Coleridge, the Lakes, and Ennerdale

ennerdale5 - Copy

From a letter to Robert Southey, 26th August, 1802

I was sheltered (in the phrase of the country, lownded) in a sort of natural porch on the summit of Sca Fell, the central mountain of our Giants, said to be higher than Skiddaw or Helvellyn, and in chasm, naked crag, bursting springs, and waterfall the most interesting, without a rival. When the cloud passed away, to my right and left, and behind me, stood a great national convention of mountains which our ancestors most descriptively called Copland, that is, the Land of Heads. Before me the mountains died away down to the sea in eleven parallel ridges; close under my feet, as it were, were three vales: Wastdale, with its lake; Miterdale and Eskdale, with the rivers Irt, Mite, and Esk seen from their very fountains to their fall into the sea at Ravenglass Bay, which, with these rivers, form to the eye a perfect trident.

Turning round, I looked through Borrowdale out upon the Derwentwater and the Vale of Keswick, even to my own house, where my own children were. Indeed, I had altogether a most interesting walk through Newlands to Buttermere, over the fells to Ennerdale, to St. Bees; up Wastdale to Sca Fell, down Eskdale to Devock Lake, Ulpha Kirk, Broughton Mills, Tarver, Coniston, Windermere, Grasmere, Keswick.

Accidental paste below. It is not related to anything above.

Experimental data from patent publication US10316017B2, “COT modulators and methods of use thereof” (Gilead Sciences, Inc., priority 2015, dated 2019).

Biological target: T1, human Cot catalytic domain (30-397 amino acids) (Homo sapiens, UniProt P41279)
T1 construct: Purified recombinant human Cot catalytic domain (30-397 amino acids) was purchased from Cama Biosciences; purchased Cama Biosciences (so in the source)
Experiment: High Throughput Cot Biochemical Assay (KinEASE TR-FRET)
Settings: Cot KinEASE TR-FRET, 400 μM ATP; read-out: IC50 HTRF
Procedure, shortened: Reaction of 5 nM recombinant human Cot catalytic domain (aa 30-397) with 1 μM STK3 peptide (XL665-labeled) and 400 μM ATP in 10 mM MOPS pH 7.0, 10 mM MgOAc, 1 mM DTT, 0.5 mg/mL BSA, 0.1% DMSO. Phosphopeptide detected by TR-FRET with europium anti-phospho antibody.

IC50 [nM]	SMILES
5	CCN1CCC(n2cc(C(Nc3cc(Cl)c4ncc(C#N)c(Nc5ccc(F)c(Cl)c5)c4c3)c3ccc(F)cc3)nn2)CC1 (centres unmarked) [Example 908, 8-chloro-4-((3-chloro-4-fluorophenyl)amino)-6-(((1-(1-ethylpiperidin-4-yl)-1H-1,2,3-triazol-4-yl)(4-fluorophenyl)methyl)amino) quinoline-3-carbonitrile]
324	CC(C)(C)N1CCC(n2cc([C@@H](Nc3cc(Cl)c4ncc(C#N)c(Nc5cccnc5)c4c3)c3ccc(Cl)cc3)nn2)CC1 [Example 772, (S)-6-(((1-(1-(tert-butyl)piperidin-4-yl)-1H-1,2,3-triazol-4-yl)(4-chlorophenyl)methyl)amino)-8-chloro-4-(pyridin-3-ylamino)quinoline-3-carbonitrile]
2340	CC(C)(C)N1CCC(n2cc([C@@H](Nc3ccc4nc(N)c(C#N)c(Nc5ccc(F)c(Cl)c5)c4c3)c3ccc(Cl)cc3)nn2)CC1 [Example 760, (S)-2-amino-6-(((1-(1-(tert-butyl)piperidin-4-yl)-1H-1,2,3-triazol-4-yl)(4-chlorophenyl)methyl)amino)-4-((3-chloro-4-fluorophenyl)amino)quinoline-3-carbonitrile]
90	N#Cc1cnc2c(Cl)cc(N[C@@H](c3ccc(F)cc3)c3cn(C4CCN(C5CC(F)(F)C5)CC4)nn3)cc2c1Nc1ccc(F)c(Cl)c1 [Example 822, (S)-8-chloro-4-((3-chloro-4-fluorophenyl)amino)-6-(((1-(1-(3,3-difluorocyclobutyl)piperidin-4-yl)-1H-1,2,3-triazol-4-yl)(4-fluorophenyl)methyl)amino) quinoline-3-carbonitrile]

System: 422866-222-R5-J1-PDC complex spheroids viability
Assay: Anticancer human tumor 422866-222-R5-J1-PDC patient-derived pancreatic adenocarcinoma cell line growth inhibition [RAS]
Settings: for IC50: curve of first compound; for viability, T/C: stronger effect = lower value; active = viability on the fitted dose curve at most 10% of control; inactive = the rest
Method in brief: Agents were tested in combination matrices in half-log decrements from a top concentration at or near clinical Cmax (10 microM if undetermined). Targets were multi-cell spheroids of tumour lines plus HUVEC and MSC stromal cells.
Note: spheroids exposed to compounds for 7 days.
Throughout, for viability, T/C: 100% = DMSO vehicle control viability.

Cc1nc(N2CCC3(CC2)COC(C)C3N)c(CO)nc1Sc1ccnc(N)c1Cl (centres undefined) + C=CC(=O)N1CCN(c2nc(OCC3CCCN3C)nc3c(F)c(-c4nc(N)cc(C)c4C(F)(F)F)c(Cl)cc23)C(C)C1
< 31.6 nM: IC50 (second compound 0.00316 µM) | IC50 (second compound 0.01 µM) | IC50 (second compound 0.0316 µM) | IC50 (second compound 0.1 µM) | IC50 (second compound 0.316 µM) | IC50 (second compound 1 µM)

As a teenager returned on my own from the States to England to continue studying for A Levels [and get away from redneck America], I lived with a family whose parents had a beautiful home at the foot of Crag Fell in the Lake District. I was lucky enough to have a few Christmases there as well as other visits, and was taken for walks up many of the fells in the area, including the Ennerdale Horseshoe, though not all at once – such a beautiful lake and surrounds – as well as making solo walks out the back door of the house and up Crag Fell, perhaps also along Grike and Red Gill either way once at the top.

I still have occasional dreams where I am isolated in a huge mountainous area [it must be linked to this experience] and I have to get back/out of where I am and trek solo across that landscape to safety, whatever that is. It is always daunting but I seem to make it, knowing where it is I have to get to.

At the time I was studying Wordsworth and Coleridge at Ipswich Civic College, not in great depth, and as a young aspiring poet I had affinities with their love of nature and the pantheism of Coleridge in particular – hippie affinities, I guess, in one strong sense too. I remember writing descriptions of Ennerdale and climbing the fells and my teenager communing with the natural world around me. Very much earnest emulation, and I have no idea where these journals are, and that’s probably a good thing.

 

No. 45

45

Read/download all of Part I here:

Part I Erased

Part I doesn’t have a particular narrative and only the occasional thread: there is a Michael who isn’t me but is because that is my name who appears here and there, and another American who definitely isn’t me and should be obvious. Otherwise, as with found poetry, the ‘content’ emerges in its moment.